Some people should never be told, “Just be yourself.” I have grown up in the church and have a nose for hypocrisy. Much of my life has been a search for authentic Christianity: people who are the real deal, who walk the talk, who are doers of God’s Word and not just hearers. I detest all religious priggishness and pretense, but there is a kind of authenticity that is toxic.
If someone told me to just be myself, I would have to ask, “Which self?” I am full of potential—not all of it good. I can discover, especially when tired, selfish impulses within me. When discouraged or depressed, I can speak faith-destroying words of bitterness—a wintry blast of despair. With withering wit, I can destroy every trace of hope in a young Christian.
Or I could get real and tell my brothers and sisters in Christ about their own shortcomings and immaturity. I could loose shot-gun blasts of authenticity and wound everyone around me. A part of me (one of my “selfs”) would relish crushing the naivete of young social justice warriors who think they alone understand racism and sexism. No one could accuse me of being a hypocrite or phony because my critique of myself would be even more merciless.
There is, however, this other self: one that rings true. As I pursue Christ, I am becoming the person God created me to be. I am a work in progress, so there is evil stuff around that claims to be me. What God says about who I am and what Satan says are at war in my heart and mind. When I say yes to what God says about me, I choose to do what is kind and speak what I know is true—no matter how depressed and discouraged.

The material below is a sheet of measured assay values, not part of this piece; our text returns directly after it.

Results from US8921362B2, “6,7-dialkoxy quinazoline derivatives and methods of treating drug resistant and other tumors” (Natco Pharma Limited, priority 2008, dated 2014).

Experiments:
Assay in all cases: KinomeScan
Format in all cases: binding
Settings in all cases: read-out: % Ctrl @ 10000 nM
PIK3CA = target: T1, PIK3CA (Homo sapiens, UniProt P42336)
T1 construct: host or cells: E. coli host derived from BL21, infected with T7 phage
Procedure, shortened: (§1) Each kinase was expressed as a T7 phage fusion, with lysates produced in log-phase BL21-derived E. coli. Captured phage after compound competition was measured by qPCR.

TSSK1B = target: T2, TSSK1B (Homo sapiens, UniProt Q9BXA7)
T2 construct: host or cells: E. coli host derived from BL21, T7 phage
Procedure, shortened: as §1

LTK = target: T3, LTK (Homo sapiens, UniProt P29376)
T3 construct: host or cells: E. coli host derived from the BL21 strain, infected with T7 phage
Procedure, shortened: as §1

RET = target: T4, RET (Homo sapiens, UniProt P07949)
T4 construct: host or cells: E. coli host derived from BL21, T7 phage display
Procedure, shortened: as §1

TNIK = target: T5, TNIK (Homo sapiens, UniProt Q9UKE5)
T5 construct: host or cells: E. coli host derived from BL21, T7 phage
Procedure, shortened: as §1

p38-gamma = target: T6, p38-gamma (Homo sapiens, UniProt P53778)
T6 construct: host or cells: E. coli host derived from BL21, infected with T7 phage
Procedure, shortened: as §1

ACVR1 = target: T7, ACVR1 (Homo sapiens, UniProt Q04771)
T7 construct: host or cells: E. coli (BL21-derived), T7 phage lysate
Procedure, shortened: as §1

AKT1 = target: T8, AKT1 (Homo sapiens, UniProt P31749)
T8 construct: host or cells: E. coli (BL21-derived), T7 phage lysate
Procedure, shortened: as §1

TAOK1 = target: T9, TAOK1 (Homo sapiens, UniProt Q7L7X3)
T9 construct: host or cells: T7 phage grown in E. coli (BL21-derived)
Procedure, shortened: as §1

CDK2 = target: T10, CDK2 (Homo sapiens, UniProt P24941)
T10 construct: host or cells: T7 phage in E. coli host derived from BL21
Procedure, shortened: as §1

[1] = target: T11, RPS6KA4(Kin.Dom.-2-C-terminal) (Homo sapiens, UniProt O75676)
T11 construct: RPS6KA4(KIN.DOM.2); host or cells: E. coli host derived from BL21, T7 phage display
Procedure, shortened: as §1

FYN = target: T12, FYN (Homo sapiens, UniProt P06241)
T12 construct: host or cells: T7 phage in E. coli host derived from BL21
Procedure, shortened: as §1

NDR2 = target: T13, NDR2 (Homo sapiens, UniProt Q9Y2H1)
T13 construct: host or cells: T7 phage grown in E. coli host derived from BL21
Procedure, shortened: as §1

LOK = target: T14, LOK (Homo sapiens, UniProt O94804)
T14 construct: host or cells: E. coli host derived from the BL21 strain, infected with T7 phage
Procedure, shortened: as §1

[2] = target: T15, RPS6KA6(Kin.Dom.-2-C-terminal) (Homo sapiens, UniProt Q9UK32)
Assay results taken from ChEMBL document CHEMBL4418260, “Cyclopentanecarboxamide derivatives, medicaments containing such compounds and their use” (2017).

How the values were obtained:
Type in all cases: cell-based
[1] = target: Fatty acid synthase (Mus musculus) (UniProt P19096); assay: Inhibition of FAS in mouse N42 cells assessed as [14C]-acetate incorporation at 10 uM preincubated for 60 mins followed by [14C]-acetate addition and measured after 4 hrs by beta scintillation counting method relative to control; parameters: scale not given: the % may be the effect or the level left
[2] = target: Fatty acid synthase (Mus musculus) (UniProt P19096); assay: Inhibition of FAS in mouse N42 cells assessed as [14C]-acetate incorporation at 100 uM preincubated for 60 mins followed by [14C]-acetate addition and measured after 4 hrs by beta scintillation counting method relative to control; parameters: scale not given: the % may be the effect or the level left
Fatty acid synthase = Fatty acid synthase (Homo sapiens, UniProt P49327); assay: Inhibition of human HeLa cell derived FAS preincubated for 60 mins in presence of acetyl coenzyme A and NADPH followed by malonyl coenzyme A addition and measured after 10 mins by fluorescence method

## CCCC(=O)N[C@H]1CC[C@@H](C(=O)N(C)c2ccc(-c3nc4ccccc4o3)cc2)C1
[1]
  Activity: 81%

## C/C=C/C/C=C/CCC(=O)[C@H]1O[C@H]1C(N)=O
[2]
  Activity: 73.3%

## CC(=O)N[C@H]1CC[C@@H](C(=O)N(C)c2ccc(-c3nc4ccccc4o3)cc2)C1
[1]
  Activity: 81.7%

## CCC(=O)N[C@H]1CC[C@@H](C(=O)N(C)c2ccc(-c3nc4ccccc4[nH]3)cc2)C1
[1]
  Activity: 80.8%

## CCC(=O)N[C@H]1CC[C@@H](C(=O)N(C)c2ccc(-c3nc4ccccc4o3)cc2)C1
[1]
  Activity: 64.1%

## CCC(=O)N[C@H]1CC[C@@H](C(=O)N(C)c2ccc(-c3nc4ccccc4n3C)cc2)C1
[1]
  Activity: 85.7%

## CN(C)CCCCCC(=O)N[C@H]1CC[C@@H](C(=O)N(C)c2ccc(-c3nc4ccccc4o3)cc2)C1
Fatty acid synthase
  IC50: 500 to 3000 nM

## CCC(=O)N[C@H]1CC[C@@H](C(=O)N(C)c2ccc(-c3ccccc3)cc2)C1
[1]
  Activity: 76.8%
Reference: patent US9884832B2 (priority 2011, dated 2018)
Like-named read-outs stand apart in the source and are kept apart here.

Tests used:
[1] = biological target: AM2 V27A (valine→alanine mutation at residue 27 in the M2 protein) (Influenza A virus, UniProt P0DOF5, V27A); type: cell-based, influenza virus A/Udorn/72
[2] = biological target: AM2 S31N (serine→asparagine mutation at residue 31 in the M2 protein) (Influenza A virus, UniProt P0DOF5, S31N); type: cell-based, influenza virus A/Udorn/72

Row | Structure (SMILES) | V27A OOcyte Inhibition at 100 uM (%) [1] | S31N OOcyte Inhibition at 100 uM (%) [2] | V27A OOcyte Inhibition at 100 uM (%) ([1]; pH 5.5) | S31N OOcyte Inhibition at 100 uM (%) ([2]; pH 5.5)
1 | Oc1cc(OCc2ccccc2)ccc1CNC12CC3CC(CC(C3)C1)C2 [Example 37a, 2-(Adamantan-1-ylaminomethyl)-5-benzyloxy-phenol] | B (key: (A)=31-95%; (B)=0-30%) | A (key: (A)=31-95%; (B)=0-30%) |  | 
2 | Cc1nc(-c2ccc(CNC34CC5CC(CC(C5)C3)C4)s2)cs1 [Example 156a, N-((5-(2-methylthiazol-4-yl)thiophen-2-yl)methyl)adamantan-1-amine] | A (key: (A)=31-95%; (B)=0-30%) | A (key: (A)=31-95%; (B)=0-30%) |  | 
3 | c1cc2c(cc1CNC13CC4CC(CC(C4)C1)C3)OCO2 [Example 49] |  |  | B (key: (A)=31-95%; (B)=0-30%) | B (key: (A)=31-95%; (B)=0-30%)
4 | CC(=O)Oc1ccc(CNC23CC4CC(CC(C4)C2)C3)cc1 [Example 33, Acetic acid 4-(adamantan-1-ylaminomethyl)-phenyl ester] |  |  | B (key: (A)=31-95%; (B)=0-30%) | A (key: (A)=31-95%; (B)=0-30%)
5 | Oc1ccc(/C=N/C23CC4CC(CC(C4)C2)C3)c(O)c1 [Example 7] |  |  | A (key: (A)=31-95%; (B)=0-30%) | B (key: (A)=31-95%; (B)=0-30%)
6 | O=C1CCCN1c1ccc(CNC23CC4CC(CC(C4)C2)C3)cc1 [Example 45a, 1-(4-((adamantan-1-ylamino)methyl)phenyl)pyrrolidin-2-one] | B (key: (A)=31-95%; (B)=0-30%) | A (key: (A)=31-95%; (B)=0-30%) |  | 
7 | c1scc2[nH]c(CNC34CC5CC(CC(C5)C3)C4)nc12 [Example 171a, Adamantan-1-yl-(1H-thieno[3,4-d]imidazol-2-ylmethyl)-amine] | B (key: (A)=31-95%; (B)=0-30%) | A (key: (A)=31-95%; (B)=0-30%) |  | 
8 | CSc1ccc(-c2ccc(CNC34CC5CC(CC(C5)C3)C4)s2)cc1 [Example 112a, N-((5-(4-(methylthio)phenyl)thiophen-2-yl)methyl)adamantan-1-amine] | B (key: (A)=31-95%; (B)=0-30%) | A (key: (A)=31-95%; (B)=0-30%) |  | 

It is here where Camus and Sartre get something right, our choices when fully owned create our authentic self. I have chosen to place my faith in Christ and God’s Word. I am existentially choosing this every day. Some might say that I am inauthentic because my choice doesn’t express every selfish or depressed impulse I have. But in Christ those impulses aren’t me anymore. I can be honest about them without serving them.
On a more down-to-earth level, I have learned from my wife and from Teresa, Peter’s fiancée, that being gracious to others is not being phony. Teresa has worked in customer service in many capacities and has a great ability to be charming and polite to even the rudest person—even me. It is simply putting others first. It is love.
It is too easy to excuse rudeness and meanness as simply being authentic or honest. We can easily let cruel and destructive words roll off our tongues under the guise of being genuine. We often justify this toxic authenticity as edginess, being a straight-shooter, telling it like it is, or having some prophetic license to wound.
When I stifle the reflexive motions of pride and vengeance by blessing those who curse me and praying for those who hurt me, I am truly myself—the self God created me to be. Choosing to be this new creature in Christ is the most authentic thing I can do.